This may not be intuitive for most readers. The another function GetLogicalDriveStrings, generates set of null terminated strings, with two null terminated characters at end. As you can guess this misfortune, this function is also not straightforward. Here is an example that displays drives.

void DisplayDriveStrings()
{
   TCHAR szDrives[MAX_PATH+1];
  
   GetLogicalDriveStrings(MAX_PATH, szDrives);

   TCHAR* pLetter = szDrives;
   while(*pLetter)
   {
     _tprintf( _T("Drive %s present\n"), pLetter);
     // _tprintf( _T("Drive %c: present\n"), *pLetter);

     // Find the null terminator for this string
     while(*++pLetter) ;  // Notice Semi-colon!
  
     // And the next *possible* drive letter,
     // Or get the termination of all drive letters.
     pLetter++;
  }
}

Okay, now let determine the type of drive (not the file-system). The type could be hard-disk drive, CDROM drive, Network drive, USB drive etc. First, I would explore simple function named GetDriveType, which returns one of the seven values (see the link mentioned). The following example shows how to process the drive type (only two types are processed).

void DisplayDriveTypes()
{
   TCHAR szDrives[MAX_PATH+1];
   DWORD dwLen = GetLogicalDriveStrings(MAX_PATH, szDrives);
   TCHAR* pLetter = szDrives;
   while(*pLetter)
   {
      UINT nType = GetDriveType(pLetter);
      _tprintf( _T("Drive %c: is "), *pLetter);
      switch(nType)
      {
        case DRIVE_FIXED:
           _tprintf( _T("Fixed Drive.\n") );
           break;
   
        case DRIVE_CDROM:
           _tprintf( _T("CD/DVD Drive.\n") );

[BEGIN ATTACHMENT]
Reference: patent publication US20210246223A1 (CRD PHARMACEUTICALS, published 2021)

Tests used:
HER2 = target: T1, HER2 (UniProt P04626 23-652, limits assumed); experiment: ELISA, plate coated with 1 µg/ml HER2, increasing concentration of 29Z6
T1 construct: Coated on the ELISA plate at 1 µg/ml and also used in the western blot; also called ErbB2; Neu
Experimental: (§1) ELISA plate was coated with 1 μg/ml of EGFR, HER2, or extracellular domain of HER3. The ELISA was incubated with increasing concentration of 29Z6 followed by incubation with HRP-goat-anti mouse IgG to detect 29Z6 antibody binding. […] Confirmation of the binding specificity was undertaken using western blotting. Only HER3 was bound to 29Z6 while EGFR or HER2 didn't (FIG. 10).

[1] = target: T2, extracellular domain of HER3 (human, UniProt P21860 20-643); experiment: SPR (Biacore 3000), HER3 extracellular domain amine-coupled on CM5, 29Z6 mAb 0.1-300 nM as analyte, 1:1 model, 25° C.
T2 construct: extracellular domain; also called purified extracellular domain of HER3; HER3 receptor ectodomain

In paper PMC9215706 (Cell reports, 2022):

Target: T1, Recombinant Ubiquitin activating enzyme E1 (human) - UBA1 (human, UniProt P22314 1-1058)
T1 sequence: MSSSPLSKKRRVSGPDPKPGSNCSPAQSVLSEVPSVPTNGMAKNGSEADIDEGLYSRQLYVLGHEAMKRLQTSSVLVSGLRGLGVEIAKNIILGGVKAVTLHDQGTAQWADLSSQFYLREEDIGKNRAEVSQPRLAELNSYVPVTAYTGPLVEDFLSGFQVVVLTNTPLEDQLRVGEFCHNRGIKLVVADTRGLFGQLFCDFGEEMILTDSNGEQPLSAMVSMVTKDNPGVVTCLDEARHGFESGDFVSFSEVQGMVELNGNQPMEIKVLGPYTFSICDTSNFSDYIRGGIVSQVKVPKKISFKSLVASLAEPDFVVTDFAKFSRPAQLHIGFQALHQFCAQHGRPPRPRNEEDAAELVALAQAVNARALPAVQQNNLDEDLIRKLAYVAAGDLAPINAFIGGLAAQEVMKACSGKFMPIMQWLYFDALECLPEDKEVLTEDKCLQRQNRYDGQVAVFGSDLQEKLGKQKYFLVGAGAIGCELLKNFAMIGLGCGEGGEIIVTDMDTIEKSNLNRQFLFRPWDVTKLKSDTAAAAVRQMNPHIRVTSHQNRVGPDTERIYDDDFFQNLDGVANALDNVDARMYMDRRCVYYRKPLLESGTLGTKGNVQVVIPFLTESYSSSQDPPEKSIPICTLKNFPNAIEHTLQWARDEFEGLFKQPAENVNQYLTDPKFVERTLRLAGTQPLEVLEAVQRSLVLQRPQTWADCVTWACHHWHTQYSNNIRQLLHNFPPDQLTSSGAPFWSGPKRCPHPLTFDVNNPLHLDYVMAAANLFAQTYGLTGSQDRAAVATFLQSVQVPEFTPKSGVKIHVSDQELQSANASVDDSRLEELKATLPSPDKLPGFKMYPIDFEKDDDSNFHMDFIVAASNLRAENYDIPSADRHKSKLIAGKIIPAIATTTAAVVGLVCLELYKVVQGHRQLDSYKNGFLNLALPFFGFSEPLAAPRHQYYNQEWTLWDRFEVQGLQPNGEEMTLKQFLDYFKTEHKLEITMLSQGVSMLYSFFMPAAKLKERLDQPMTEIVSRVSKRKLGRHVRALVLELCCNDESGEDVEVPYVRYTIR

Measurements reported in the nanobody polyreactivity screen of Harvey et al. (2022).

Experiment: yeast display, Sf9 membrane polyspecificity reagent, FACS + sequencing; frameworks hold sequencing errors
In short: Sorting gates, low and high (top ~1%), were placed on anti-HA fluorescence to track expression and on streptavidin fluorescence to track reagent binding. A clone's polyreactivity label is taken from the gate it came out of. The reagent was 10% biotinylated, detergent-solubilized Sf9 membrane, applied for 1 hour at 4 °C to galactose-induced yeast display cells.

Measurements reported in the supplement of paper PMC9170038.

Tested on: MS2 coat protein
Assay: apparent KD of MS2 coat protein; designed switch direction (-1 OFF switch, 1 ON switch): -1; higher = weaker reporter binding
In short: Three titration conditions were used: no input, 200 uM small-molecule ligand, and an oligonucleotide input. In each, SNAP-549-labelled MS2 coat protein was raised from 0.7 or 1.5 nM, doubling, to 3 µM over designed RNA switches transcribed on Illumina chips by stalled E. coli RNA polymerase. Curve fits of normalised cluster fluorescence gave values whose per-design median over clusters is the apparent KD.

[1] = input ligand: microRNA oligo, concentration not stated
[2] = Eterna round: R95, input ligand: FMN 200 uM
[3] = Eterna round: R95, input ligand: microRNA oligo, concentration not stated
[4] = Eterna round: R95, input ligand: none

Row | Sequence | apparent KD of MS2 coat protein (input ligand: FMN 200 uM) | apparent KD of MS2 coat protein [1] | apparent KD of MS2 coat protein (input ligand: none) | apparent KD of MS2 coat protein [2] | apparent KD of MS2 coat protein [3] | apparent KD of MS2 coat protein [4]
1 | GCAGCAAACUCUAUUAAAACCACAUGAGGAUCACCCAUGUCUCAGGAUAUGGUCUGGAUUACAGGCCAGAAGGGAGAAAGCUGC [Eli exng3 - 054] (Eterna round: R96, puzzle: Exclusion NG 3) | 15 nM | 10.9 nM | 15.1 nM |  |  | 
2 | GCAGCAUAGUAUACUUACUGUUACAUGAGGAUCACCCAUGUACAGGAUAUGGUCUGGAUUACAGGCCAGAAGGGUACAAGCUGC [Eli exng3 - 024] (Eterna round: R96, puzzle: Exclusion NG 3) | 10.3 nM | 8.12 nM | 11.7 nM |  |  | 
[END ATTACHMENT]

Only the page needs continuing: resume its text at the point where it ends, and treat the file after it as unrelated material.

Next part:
break;
        
        // Process other types
     }
 
     while(*++pLetter) ;  // Notice Semi-colon!
     pLetter++;
   }
}

This function cannot determine extended information, like if drive is USB drive. For this we need to use SetupDiGetDeviceRegistryProperty function, which is declared in setupapi.h, exported via library setupapi.lib and resides in setupapi.dll. It is available on Windows 2000 and later systems. I am taking your implicit permission to delay writing about it, since it requires some effort on the Setup API ground.

Meanwhile, we proceed and now let's find out about capacity of drives. For this, we can use GetDiskFreeSpace or GetDiskFreeSpaceEx function. Former does not support reporting information above 2GB, thus should not be used. Following example display the sizes of all enumerated drives.

void DisplayDriveSizes()
{
   TCHAR szDrives[MAX_PATH+1];
   DWORD dwLen = GetLogicalDriveStrings(MAX_PATH, szDrives);
   TCHAR* pLetter = szDrives;

   ULARGE_INTEGER liFree, liTotal;
   while(*pLetter)
   {
      //  Get size, ignoring disk-quotas.
      GetDiskFreeSpaceEx(pLetter, NULL, &liTotal, &liFree);

      // Display information
      _tprintf ( _T("Drive %c: has\n\tBytes Total: %I64u (%.2f GB)\n")
                 _T("\tBytes Available: %I64u (%.2f GB)\n\n"),
                 *pLetter, 
                 liTotal.QuadPart, liTotal.QuadPart / (float)(1<<30), 
                 liFree.QuadPart, liFree.QuadPart/(float)(1<<30) );

   
      while(*++pLetter);  
      pLetter++;
   }
}

Which would display something like:

Drive C: has
        Bytes Total: 58720251904 (54.69 GB)
        Bytes Available: 22550118400 (21.00 GB)
Drive D: has
        Bytes Total: 85899341824 (80.00 GB)
        Bytes Available: 43008344064 (40.05 GB)
Drive E: has
        Bytes Total: 341364961280 (317.92 GB)
        Bytes Available: 95171076096 (88.63 GB)

Finally let's retrieve File-System, Volume Label, Serial Number, Max File Length supported, and other Flags. For all this, you just need to use one function, GetVolumeInformation which takes eight parameters. The following code would help you to understand this function.

void DisplayVolumeInformations()
{
   TCHAR szVolume[MAX_PATH+1];
   TCHAR szFileSystem[MAX_PATH+1]; 
 
   DWORD dwSerialNumber, dwMaxLen, dwSystemFlags;
  
   // Same stuff!
   TCHAR szDrives[MAX_PATH+1];
   DWORD dwLen = GetLogicalDriveStrings(MAX_PATH, szDrives);